- Situational judgement test
Situational Judgement Tests (SJTs) or Inventories (SJIs) are a type of
psychological testwhich present the test-taker with realistic, hypothetical scenarios and ask them to identify an appropriate response.cite web|title=Situational Judgement Tests: Are they just measures of cognitive ability?|publisher=Human Assets|url=http://www.humanassets.co.uk/pagecontent.asp?id=170
accessdate=2007-08-07] These are generally in a
multiple choiceformat, but represent a distinct psychometricapproach from the common knowledge-based multiple choice item.cite web|last=McDaniel |first=Michael A.|coauthors=Whetzel, Deborah L. |title=Situational Judgment Tests. An IPMAAC Workshop|publisher=IPMA-HR Assessment Council|url=http://www.ipmaac.org/conf/05/mcdaniel.pdf |format=PDF|accessdate=2007-08-07] They are often used in industrial-organizational psychologyapplications such as personnel selection.
Unlike most psychological tests SJTs are not acquired ‘off-the-shelf’, but are in fact designed as a
bespoketool, tailor-made to suit the individual role requirements. This is because SJTs are not a type of test with respect to their content, but are a method of designing tests.
Situational judgement tests then went on to be used in
World War IIby psychologists in the US military.
Everyone in your work group has received a new computer except you. What would you do?
A. Assume it was a mistake and speak to your supervisor.
B. Confront your supervisor regarding why you are being treated unfairly.
C. Take a new computer from a co-worker’s desk.
D. Complain to human resources.
Advantages over other measures
* They show reduced levels of adverse impact, by
genderand ethnicity, (Hoare, Day & Smith, ref harvard|hoare.1998|1998|none) compared to cognitive ability tests.cite web|title=Technical Information|publisher=Harcourt Assessment|url=http://www.harcourt-uk.com/hapage.aspx?name=hrtechnicalinformation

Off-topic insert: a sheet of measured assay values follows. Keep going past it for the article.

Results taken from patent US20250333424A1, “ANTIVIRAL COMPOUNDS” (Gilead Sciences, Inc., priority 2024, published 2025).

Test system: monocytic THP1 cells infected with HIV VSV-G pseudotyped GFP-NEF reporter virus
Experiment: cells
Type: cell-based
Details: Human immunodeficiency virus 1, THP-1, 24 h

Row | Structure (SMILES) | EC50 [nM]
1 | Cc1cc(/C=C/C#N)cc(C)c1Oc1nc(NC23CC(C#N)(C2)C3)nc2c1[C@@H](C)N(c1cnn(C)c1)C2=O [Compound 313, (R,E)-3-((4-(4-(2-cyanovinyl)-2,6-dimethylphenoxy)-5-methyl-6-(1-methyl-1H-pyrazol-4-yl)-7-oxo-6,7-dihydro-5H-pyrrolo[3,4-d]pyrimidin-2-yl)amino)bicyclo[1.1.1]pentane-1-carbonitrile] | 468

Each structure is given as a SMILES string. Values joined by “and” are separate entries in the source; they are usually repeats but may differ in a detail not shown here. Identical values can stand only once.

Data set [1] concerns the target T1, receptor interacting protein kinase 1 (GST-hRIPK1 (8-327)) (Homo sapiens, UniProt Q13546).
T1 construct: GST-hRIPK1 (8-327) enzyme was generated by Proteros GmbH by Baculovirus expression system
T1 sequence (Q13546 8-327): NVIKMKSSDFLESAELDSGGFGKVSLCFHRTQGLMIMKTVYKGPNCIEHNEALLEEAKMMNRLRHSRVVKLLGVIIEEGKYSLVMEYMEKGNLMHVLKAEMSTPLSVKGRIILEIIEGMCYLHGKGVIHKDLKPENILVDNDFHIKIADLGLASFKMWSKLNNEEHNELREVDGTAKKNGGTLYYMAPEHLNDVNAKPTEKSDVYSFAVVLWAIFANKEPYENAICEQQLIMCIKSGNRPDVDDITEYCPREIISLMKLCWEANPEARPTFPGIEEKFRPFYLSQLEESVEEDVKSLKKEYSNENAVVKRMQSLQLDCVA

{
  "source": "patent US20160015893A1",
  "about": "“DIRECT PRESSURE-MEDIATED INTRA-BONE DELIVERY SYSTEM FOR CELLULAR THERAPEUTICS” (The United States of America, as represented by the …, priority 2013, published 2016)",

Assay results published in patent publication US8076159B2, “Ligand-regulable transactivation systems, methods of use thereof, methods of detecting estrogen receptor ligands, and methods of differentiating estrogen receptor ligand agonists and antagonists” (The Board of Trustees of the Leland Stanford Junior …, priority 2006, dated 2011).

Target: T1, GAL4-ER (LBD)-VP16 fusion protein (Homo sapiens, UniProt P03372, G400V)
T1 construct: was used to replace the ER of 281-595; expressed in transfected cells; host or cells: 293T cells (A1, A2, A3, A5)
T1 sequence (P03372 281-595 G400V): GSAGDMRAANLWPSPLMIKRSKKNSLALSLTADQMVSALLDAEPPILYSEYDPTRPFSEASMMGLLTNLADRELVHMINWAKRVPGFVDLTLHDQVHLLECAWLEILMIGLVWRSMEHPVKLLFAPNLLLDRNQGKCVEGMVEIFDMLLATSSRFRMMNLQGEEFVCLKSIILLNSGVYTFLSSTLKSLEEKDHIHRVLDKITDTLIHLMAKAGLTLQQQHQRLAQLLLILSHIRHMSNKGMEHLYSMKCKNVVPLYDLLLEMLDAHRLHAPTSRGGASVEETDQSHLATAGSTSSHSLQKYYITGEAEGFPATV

* The SJT design process results in higher relevance of content than other psychometric assessments (e.g. Motowildo, Hansen & Crafts, ref harvard|motowildo.1997|1997|none). They are therefore more acceptable and engaging to candidates compared to cognitive ability tests since scenarios are based on real incidents
* It is unlikely that practice will enhance candidate performance as the answers cannot be arrived at logically – a response to a situation may be appropriate in one organisation and inappropriate in another.
* They can tap into a variety of constructs – ranging from problem solving and decision making to interpersonal skills. Traditional psychometric tests do not account for the interaction between ability, personality and other traits.
* They can be used in combination with a knowledge based test to give a better overall picture of a candidate's aptitude for a certain job. [cite web|last=Rahman |first=Mahibur |title=Tackling situational judgment tests|publisher=BMJ Publishing Group Ltd|url=http://careerfocus.bmj.com/cgi/content/full/334/7602/gp189
* The scenarios in many SJTs tend to be brief; therefore candidates do not become fully immersed in the scenario. This removes some of the intended realism of the scenario and reduces the quality and depth of assessment that can be obtained.
* The response formats in some SJIs do not present a full enough range of responses to the scenario. Candidates can be forced to select actions or responses that do not necessarily fit their behaviour. They can find this frustrating and this can affect the validity of such measures (e.g. Chan & Schmitt, ref harvard|chan.2005|2005|none; Ployhart & Harold, ref harvard|ployhart.2004|2004|none; Schmit & Ryan, ref harvard|schmit.1992|1992|none).
*Hoare, S., Day, A., & Smith, M. (1998). The development and evaluation of situations inventories. Selection & Development Review, 14(6), 3-8.
*Motowildo, S.J., Hanson, M.A., & Crafts, J.L. (1997). Low fidelity simulations. In D.L. Whetzel & G.R. Wheaton (Eds.), Applied Measurement in industrial Psychology. Palo Alto, CA: Davies-Black.
*Chan, D., & Schmitt, N. (2005). An agenda for future research on applicants’ reactions to selection procedures: A construct-orientated approach. International Journal of Selection and Assessment, 12, 9-23.
*Ployhart, R.E., & Harold, C.M. (2004). The applicant attribution-reaction theory (AART): An integrative approach of applicant attributional processing. International Journal of Selection & Assessment, 12, 84-98.
*Schmit, M.J., & Ryan, A.M. (1992). Test-taking dispositions: A missing link? Journal of Applied Psychology, 77, 629-637.
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